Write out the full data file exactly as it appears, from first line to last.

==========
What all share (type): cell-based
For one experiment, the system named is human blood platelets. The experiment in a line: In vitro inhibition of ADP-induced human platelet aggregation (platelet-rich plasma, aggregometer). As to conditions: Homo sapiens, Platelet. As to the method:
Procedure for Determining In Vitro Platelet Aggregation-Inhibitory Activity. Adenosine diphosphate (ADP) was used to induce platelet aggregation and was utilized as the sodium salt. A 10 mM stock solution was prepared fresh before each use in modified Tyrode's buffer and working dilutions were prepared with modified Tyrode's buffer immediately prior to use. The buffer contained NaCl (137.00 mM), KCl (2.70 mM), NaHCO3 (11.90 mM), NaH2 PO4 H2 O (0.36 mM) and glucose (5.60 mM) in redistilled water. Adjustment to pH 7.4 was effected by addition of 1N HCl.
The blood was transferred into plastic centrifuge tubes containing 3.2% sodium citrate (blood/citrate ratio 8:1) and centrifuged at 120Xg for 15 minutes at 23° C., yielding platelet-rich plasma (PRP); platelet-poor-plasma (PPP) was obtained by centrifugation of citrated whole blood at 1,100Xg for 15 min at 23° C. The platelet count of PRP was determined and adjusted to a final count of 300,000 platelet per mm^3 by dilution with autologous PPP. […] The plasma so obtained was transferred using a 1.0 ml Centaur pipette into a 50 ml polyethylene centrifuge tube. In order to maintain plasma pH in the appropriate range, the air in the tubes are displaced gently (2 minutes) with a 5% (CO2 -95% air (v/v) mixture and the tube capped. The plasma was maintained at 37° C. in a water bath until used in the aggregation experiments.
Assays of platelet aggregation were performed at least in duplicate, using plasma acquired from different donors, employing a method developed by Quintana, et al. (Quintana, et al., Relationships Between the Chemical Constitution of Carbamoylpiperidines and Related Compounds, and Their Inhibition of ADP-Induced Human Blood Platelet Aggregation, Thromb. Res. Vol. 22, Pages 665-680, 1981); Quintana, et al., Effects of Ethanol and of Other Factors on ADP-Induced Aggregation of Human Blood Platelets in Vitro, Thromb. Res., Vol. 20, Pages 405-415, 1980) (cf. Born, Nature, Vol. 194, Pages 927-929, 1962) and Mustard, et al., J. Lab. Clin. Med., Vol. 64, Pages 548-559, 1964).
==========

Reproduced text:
What all share (type): cell-based
For one experiment, the system named is human blood platelets. The experiment in a line: In vitro inhibition of ADP-induced human platelet aggregation (platelet-rich plasma, aggregometer). As to conditions: Homo sapiens, Platelet. As to the method:
Procedure for Determining In Vitro Platelet Aggregation-Inhibitory Activity. Adenosine diphosphate (ADP) was used to induce platelet aggregation and was utilized as the sodium salt. A 10 mM stock solution was prepared fresh before each use in modified Tyrode's buffer and working dilutions were prepared with modified Tyrode's buffer immediately prior to use. The buffer contained NaCl (137.00 mM), KCl (2.70 mM), NaHCO3 (11.90 mM), NaH2 PO4 H2 O (0.36 mM) and glucose (5.60 mM) in redistilled water. Adjustment to pH 7.4 was effected by addition of 1N HCl.
The blood was transferred into plastic centrifuge tubes containing 3.2% sodium citrate (blood/citrate ratio 8:1) and centrifuged at 120Xg for 15 minutes at 23° C., yielding platelet-rich plasma (PRP); platelet-poor-plasma (PPP) was obtained by centrifugation of citrated whole blood at 1,100Xg for 15 min at 23° C. The platelet count of PRP was determined and adjusted to a final count of 300,000 platelet per mm^3 by dilution with autologous PPP. […] The plasma so obtained was transferred using a 1.0 ml Centaur pipette into a 50 ml polyethylene centrifuge tube. In order to maintain plasma pH in the appropriate range, the air in the tubes are displaced gently (2 minutes) with a 5% (CO2 -95% air (v/v) mixture and the tube capped. The plasma was maintained at 37° C. in a water bath until used in the aggregation experiments.
Assays of platelet aggregation were performed at least in duplicate, using plasma acquired from different donors, employing a method developed by Quintana, et al. (Quintana, et al., Relationships Between the Chemical Constitution of Carbamoylpiperidines and Related Compounds, and Their Inhibition of ADP-Induced Human Blood Platelet Aggregation, Thromb. Res. Vol. 22, Pages 665-680, 1981); Quintana, et al., Effects of Ethanol and of Other Factors on ADP-Induced Aggregation of Human Blood Platelets in Vitro, Thromb. Res., Vol. 20, Pages 405-415, 1980) (cf. Born, Nature, Vol. 194, Pages 927-929, 1962) and Mustard, et al., J. Lab. Clin. Med., Vol. 64, Pages 548-559, 1964).